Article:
There is so much that’s already out there about The Main Event from February 5, 1988, only the most watched wrestling show in history. Some 33 million people tuned in to see the rematch on NBC between champion Hulk Hogan and challenger Andre The Giant. Unlike the SNME specials, this was in prime time on a Friday at 8 PM ET and would feature three title bouts, even if there was only room for two. But did you ever wonder what was on other channels at the time? Can it be tied back to wrestling in some way?
On ABC: At 8 PM, an episode of Full House in its first season. Uncle Joey walks away from comedy when Phyllis Diller comes in and blows up his spot at the club. Lord knows there’s been enough instances of heat being stolen in wrestling. At 8:30 PM there was an old childhood favorite of mine. On Mr. Belvedere, Heather and Angela take a guy from the old folk’s home to Atlantic City, Belvedere comes down with a gambling addiction, and George (Bob Uecker) has trouble coming up with a 20th anniversary gift for Marsha. Much like Mr. Belvedere, the WWF was on the road to Atlantic City for WrestleMania 4.
On CBS: Beauty and the Beast, a George R.R. Martin produced show that lasted three seasons. Currently he eats into the wrestling PPV audiences on those Sundays with Game of Thrones on HBO.
Three matches tonight, and they are all rematches: Honky Tonk Man defending the IC title against Macho Man Randy Savage, Hogan vs Andre, and Strike Force defending the tag titles against the Hart Foundation. Promos at the top of the show include Hogan wearing the “Hogan 86” belt, so keep that in mind.
This show took place at Market Square Arena in Indianapolis, Indiana and is no longer the biggest event held in the city on February 5. Super Bowl 46 between the New York Giants and New England Patriots was played on that date in 2012 at Lucas Oil Stadium. I don’t want to talk about that game. Ugh. Our hosts are Vince McMahon and Jesse Ventura and the crowd is amped. Maybe too much, since the audio sucks and you must struggle to hear Jesse run down Hogan’s chances. Did I mention Jesse is wearing a wizard’s hat with leopard print?
We get a video of Hulk Hogan working out as what would become Jake the Snake’s theme plays, which is something you’d see on Mid-South Wrestling earlier in the decade. There are many close shots of Hogan’s biceps per Vince’s orders. Christ, he looks enormous. No steroid bust yet.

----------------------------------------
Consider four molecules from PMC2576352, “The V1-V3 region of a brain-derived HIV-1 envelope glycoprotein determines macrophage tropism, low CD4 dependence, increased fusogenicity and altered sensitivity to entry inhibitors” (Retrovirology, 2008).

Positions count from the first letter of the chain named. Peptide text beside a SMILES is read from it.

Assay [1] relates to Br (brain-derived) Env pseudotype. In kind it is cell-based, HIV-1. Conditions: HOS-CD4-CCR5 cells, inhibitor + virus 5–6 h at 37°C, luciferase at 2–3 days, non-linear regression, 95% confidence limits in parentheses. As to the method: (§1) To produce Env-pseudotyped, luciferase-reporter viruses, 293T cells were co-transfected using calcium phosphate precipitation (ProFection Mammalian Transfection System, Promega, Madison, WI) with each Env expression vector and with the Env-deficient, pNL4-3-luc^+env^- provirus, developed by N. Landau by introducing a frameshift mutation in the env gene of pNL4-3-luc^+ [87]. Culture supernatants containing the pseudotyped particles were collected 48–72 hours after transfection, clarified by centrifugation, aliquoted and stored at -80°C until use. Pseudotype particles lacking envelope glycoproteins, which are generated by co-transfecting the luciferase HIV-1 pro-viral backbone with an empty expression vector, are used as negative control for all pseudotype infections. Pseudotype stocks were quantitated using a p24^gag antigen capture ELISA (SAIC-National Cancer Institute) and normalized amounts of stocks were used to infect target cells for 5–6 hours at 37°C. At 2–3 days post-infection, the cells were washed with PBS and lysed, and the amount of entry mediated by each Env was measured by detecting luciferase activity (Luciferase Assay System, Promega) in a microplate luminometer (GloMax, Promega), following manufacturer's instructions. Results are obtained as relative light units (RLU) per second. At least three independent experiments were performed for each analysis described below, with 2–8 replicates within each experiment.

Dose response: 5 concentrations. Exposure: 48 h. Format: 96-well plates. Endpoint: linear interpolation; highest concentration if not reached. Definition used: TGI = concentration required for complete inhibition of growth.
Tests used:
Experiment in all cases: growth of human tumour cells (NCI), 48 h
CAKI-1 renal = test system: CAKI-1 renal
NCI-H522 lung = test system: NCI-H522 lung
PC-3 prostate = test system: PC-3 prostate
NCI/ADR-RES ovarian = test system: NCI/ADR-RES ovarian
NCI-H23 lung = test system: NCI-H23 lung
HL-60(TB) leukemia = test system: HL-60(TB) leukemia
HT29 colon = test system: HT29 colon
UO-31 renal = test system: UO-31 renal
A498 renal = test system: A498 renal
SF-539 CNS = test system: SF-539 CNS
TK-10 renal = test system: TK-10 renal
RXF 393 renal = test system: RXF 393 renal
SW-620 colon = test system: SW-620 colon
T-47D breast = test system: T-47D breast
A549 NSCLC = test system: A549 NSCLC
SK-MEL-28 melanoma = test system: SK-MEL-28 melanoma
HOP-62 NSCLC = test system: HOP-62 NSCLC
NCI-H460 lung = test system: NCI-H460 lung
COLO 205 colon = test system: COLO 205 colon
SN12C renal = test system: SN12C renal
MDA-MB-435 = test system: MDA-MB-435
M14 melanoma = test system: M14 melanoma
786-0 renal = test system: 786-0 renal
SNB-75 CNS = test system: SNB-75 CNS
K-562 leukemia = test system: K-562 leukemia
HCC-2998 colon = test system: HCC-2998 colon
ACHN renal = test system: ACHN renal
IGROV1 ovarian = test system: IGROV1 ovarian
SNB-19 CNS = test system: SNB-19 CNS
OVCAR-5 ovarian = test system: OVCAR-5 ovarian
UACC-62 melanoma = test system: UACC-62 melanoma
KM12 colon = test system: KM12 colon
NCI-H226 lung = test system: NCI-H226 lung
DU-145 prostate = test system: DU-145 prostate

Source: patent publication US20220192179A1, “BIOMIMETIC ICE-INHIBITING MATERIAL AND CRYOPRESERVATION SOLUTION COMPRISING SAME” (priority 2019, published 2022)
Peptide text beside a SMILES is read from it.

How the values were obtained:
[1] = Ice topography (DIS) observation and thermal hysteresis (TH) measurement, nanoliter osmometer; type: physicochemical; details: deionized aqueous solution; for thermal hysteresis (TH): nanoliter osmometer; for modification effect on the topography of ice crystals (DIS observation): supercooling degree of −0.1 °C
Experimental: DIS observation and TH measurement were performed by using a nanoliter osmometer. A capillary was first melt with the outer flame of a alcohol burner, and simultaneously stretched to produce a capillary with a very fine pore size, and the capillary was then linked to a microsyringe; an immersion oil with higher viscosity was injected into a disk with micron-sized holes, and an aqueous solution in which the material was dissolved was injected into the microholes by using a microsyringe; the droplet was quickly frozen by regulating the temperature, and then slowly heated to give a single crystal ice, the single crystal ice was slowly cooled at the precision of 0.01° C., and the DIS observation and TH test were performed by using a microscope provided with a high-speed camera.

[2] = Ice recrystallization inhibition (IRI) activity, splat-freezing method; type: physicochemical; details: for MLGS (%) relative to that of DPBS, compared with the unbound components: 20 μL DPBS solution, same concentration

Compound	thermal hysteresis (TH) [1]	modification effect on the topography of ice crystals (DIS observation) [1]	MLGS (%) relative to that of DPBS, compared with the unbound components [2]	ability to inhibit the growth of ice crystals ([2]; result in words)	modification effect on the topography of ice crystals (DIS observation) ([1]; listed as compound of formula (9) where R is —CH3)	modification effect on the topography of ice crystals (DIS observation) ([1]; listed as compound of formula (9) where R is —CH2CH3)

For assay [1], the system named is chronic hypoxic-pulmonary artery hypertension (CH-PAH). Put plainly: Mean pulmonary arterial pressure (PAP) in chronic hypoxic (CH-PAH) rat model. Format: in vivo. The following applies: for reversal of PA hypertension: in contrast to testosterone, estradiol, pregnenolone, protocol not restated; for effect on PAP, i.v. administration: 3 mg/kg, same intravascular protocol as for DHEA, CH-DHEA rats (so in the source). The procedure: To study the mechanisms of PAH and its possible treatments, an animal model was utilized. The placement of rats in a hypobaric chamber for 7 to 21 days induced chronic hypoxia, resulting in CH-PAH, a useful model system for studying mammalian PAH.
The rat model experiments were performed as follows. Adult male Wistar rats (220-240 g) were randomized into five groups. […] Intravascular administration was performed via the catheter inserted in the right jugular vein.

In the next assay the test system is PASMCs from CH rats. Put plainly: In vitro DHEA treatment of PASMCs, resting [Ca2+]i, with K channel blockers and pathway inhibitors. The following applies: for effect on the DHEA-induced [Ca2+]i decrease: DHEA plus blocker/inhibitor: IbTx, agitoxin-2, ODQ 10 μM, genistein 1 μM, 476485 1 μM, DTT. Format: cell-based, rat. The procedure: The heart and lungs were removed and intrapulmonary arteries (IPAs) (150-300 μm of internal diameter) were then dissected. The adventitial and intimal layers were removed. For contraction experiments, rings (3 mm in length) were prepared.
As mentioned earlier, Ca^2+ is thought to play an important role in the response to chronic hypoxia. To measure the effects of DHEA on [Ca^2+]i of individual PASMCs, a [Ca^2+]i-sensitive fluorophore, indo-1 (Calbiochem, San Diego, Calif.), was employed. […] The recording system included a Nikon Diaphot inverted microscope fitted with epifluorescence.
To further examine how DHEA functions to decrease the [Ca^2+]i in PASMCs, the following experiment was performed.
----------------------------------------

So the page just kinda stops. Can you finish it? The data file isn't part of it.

The Honky Tonk Man and Jimmy Hart are with Gene Okerlund. He says that Elizabeth wants him and manages to work in 4-5 Elvis songs. I feel like I’ve seen this same promo on another show. Savage’s promo is plagued by audio issues. Not a good start for this one.
The Honky Tonk Man (C) (w/Jimmy Hart and Peggy Sue) vs. Macho Man Randy Savage (w/Elizabeth) for the IC title
Peggy Sue gets her own entrance, as she was added to the entourage in the past few months. She is Sensational Sherri under a wig, who was the WWF Women’s Champion at the time telling us all how much they valued that division. Jesse Ventura points out that this arena was the last to host a concert by Elvis Presley which is actually interesting and ties in with Honky, who was famously supposed to lose the title here.
Honky starts by preening for Liz, and Macho is outside to attack. Jimmy Hart tries grabbing Savage’s leg but that doesn’t stop him for long. We get the Randy Savage Memorial Multiple Reversal Into a Missed Charge Spot, but Honky misses an elbow. Hart creates a distraction and runs through the ring leaving the megaphone behind for his man to grab and nail Macho in the stomach. Lot of Memphisy kick-punch from Honky, who is quite concerned with Liz. Dude, you have Peggy Sue already. Are you looking for a threesome?
Honky’s trip outside to talk to Liz allows Savage time to recover. Pair of double axe handles from the Macho Man, one to the floor then one in the ring. This really is feeling like a carbon copy of their October 1987 match. Hart with another distraction and Honky hits him by accident and ends up in a sleeper. I’m not sure I’ve ever seen Macho Man use a sleeper in any other match, so that’s different.
Outside the ring, Peggy Sue is sassing Elizabeth so Savage releases the hold to put a stop to this. Boy, Liz and Sherri worked A LOT together. That wouldn’t stop all the way up to 1991 at WrestleMania 7. Honky Tonk is outside now, but he gets run to the post and it’s a countout win for the Macho Man, who does not win the title. For you see, Honky had threatened to leave WWF for the NWA with the belt if the finish wasn’t changed. He knew full well that his time would be up without that title. His time as a draw would be over after WrestleMania 4 even if he kept the belt for another 5 months.
There is a post-match angle: Honky has the guitar to swing at Savage, but Elizabeth is in to get in the way. Savage catches the guitar on a swing and then chases Honky away. He then opens the ropes for Liz to establish that he has fully changed his ways and puts her up on his shoulder, which of course he would do later in iconic fashion after winning the world title at WrestleMania 4. For his part, Jesse says he used to respect Savage but feels he’s gone soft even if he’s smashing the instrument on the ring post like a nutcase.
Quick review of WrestleMania 3 and the near three count at the start of Hogan-Andre. We see the contract signing at the ’88 Royal Rumble and surprise! The table gets knocked over onto Hogan. Andre and his benefactor Ted DiBiase give a promo where Andre says he is looking forward to choking Hogan.
Hulk Hogan talks about the alleged three count while still wearing the “Hogan 86” belt. He tells DiBiase he invested wisely. Hogan index funds? Or did he sue a media outlet?
Andre the Giant (w/Ted DiBiase and Virgil) vs. Hulk Hogan (C) for the WWF World Title